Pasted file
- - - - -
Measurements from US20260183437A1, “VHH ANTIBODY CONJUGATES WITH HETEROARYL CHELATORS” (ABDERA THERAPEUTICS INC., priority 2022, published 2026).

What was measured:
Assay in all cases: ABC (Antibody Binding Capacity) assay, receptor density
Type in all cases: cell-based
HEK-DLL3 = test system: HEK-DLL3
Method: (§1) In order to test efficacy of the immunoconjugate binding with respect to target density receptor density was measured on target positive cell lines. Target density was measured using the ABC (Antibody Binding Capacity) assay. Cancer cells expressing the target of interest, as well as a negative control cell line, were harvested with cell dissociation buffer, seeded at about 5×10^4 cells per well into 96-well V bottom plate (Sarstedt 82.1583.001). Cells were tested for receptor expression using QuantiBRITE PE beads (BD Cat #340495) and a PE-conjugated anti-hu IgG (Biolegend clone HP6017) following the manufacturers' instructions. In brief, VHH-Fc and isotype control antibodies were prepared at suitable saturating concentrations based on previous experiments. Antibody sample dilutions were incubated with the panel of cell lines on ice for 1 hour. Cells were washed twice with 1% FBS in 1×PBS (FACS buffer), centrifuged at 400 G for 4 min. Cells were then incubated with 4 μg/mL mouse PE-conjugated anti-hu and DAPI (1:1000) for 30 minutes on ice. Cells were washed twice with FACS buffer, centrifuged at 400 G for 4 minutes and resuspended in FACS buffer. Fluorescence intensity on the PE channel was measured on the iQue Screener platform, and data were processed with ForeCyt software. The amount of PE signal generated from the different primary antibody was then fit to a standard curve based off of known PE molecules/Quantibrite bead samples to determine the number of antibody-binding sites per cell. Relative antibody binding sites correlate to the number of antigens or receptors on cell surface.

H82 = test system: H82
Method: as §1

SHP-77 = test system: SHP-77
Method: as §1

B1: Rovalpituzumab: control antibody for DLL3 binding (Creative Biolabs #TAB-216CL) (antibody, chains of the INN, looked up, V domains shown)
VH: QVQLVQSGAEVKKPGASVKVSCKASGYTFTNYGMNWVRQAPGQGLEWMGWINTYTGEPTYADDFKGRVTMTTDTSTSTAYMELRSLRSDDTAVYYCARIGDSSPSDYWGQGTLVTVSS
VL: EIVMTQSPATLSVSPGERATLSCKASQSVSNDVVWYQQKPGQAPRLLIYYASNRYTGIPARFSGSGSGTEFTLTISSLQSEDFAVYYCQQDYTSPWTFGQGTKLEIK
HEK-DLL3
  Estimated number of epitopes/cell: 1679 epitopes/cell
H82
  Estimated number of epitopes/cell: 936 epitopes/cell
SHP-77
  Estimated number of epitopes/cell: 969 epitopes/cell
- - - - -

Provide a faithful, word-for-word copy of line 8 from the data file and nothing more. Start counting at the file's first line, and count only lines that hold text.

Method: as §1